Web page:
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Why Using FAQ Schema Is Just Good Business

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Get to the point. Why use FAQ Schema?

  • FAQ Schema can lead to being more prominent (up the page) in search results and or used by Google Assistant
  • They can increase your web traffic, especially if your content earns Rich or Featured Snippets (although Standard is alright, too)
  • Your site could take up more visual “real estate” in search results, which gets people to view you as an expert and want to find out more about you or your product/service

OK I want that! So, what’s a Schema?

Generally speaking, a Schema is a “scheme” that looks like a plan or theory illustrated by an outline or model of some kind. Schemas are common in most fields, take the psychology of child behavior for example. 

In SEO Land…

In terms of SEO (Search Engine Optimization), Schema (or is a formal collection of tags that you add to your web page’s HTML to make it easier for search engines to read and comprehend your content. is considered a semantic vocabulary*. is a collaboration between Google, Bing, Yandex, and Yahoo! to optimize the search results on their pages. Schemas help your content to “surface” in search results.

What is FAQ Schema?

FAQ (or Frequently Asked Questions) is one of the Schemas supported by Google and others and luckily for us, its results tend to be prominent in search results or SERPs. (There are several types of Schemas but the FAQ Schemas are what we want here.) The goal for FAQ Schema is so people get their FAQ answered quickly, directly from a browser’s search results page without having to click and go somewhere else. YOUR goal in using FAQ Schema is to get rich results.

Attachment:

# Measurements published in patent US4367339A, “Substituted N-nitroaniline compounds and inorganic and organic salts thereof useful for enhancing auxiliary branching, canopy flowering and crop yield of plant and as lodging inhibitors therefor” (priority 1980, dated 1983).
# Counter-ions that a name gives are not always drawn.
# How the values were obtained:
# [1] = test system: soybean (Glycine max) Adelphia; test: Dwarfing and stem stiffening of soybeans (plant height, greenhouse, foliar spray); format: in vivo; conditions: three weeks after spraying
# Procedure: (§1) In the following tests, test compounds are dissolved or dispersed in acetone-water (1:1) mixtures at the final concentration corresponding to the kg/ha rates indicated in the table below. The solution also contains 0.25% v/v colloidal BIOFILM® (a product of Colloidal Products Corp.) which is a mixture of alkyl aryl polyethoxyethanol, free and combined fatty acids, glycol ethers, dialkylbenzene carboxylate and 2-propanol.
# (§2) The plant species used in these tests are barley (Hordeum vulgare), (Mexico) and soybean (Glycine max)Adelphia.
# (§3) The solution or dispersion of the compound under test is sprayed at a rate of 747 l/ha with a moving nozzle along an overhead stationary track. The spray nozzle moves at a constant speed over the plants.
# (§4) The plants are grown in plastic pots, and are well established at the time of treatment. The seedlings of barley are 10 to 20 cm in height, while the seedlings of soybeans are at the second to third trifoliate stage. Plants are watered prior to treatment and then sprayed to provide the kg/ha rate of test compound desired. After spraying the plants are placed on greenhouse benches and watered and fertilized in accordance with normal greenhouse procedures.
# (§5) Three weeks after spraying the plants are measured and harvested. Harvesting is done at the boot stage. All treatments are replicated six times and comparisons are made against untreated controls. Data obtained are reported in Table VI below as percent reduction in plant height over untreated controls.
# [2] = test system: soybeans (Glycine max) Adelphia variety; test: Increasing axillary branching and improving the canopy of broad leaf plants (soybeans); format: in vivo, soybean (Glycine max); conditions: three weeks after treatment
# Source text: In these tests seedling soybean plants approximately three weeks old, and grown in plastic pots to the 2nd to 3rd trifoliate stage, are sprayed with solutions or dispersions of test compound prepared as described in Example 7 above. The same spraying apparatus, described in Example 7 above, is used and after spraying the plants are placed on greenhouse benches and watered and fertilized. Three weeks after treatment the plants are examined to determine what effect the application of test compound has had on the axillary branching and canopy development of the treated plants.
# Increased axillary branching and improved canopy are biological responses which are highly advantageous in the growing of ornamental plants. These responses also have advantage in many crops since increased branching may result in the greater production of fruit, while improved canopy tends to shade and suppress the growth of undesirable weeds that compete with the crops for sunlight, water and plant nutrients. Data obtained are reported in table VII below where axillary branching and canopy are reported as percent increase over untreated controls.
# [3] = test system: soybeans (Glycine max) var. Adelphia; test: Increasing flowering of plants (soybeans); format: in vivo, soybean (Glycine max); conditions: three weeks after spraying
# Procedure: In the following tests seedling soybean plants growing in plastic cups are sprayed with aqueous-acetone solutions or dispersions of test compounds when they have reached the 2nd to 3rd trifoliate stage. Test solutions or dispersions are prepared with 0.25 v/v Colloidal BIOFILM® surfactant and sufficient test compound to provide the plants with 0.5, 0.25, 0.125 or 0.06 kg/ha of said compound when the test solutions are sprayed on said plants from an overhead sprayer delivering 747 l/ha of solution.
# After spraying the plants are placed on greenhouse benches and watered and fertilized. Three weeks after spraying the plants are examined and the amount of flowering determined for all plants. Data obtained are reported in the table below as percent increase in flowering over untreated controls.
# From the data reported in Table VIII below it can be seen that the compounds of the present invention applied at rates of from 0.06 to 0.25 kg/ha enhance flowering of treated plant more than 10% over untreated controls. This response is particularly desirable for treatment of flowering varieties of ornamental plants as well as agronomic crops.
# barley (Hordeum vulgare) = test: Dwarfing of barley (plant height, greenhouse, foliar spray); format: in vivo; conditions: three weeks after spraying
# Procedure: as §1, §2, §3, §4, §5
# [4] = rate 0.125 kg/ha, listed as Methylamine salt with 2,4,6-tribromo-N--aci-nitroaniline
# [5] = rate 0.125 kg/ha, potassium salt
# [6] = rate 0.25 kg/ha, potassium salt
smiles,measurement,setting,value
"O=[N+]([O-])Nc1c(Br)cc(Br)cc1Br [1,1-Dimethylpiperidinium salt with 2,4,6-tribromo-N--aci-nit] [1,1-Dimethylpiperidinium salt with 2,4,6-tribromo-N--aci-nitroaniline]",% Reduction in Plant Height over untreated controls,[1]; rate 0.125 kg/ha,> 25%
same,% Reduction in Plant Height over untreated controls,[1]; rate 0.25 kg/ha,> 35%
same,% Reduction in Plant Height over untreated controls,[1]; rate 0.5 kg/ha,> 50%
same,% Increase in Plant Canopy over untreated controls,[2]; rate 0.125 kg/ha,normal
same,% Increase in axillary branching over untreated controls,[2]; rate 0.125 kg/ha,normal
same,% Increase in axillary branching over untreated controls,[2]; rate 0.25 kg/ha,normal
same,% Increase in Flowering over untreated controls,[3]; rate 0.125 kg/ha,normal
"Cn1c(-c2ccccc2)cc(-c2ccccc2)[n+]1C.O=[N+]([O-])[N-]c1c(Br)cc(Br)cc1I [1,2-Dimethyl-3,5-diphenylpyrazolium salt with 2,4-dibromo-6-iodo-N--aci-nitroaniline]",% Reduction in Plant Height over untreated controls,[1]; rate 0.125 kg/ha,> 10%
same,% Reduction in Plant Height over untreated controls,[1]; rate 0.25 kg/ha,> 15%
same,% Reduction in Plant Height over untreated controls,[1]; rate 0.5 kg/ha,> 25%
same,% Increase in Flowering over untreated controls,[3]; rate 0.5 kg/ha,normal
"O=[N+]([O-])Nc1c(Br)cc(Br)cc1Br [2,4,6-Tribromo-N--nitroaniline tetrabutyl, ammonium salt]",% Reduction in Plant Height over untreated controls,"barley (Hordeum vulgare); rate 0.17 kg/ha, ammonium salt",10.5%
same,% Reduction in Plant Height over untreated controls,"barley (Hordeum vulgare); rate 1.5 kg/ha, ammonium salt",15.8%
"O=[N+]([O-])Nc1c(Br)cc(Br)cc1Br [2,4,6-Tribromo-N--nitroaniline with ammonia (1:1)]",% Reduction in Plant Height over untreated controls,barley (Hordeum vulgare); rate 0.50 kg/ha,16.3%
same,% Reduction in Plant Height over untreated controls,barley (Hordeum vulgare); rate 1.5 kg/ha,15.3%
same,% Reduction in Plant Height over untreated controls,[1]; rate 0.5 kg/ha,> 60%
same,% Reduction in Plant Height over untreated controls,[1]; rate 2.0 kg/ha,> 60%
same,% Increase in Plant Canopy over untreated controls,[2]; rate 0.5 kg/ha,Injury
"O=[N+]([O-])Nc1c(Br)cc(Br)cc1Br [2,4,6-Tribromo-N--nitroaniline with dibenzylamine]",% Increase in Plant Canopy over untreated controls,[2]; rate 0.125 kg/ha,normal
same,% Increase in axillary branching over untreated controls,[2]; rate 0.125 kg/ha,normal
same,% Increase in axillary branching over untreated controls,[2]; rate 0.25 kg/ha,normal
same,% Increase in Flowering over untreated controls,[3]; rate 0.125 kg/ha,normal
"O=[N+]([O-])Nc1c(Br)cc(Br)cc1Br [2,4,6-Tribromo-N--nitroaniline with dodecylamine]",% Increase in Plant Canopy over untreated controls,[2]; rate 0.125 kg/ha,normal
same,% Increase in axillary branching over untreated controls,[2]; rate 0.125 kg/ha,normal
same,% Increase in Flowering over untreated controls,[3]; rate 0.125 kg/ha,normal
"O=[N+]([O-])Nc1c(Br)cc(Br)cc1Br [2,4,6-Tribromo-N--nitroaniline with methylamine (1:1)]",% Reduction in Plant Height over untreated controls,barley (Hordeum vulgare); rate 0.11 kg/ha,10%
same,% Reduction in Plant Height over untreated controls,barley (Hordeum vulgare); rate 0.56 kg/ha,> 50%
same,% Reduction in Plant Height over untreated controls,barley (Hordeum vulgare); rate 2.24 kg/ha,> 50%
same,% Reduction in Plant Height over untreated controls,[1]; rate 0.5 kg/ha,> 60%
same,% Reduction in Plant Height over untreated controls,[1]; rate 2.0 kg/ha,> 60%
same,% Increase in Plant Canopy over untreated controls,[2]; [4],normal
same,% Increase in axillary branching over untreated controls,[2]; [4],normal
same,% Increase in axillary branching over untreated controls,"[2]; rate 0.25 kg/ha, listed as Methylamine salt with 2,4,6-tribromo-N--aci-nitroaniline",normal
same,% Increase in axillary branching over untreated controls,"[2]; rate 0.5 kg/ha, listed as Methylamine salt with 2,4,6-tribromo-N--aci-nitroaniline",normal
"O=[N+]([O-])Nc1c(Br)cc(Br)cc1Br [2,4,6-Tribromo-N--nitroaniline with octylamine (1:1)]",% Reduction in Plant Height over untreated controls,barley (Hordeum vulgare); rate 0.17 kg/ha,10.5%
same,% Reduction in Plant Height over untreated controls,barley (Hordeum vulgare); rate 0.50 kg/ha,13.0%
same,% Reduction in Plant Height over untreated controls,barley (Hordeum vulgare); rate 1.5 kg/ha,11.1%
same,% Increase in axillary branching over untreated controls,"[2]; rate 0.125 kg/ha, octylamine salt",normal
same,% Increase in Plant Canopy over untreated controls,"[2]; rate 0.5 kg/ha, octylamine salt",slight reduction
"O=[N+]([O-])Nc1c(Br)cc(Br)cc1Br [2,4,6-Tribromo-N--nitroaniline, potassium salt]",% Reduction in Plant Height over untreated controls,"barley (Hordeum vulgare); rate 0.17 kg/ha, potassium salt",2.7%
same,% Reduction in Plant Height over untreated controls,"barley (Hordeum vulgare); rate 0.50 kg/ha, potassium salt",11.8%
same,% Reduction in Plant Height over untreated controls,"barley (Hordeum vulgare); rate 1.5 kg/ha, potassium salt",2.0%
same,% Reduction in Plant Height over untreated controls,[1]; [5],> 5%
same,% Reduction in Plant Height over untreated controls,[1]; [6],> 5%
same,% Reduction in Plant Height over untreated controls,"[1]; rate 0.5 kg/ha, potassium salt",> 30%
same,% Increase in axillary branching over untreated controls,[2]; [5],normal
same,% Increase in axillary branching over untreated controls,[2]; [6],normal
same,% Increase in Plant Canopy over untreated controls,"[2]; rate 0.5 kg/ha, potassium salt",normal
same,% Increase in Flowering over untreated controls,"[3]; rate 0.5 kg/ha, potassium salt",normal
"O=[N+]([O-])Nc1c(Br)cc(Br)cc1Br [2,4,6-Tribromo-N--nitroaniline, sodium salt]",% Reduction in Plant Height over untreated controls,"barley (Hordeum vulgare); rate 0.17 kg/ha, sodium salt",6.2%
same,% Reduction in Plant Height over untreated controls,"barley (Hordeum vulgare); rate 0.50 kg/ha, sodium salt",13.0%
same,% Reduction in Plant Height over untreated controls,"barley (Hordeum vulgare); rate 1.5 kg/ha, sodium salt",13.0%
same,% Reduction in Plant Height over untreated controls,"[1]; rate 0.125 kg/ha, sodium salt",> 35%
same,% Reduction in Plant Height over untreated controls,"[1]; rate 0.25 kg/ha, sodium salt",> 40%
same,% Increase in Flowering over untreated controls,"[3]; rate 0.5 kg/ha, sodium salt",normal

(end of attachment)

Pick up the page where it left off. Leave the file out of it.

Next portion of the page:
The FAQ Schema, or the Holy Grail

LITTLE SIDENOTE: IF your site allows users to submit answers to a question, you use the QAPage Schema. Consider hiring a FAQ expert to help you navigate these waters.

The Goal

Google’s goal for FAQ Schema is for people to get their answers directly on a search page without going somewhere else.
YOUR goal is to get on the Path to Riches (Rich Results, that is. See pic).

Me want those RICH RESULTS

Google’s goal for FAQ Schema is for people to get their answers directly on a search page without going somewhere else.

YOUR goal is to get rich results.

Are we there yet? Enter Structured Data

To get those wonderful rich results, you need to work (a little) harder: you will need to use Structured Data to standardize and categorize the content on your pages. Structured data marks up your content on-page in system of pairing things together and keeping it all nice and tidy so that search engines can easily index your webpage.

Tangled mess of FAQ data

On-page structured data describes the content of that page for search engines.

Take it away…

To add structured data to a page, you do these main tasks:

  1. ADD the required properties in the correct location on the page.
  2. CHECK the guidelines to make sure you are being a Good Citizen.
  3. TEST the page to see if it is getting rich results.

Hello! How do you know it’s working? Testing, 1-2-3

Google has a nifty tool for testing your FAQ Schema and markup called the Rich Results Test. You should be checking all your FAQ content.

The Rich Results Test page looks like this: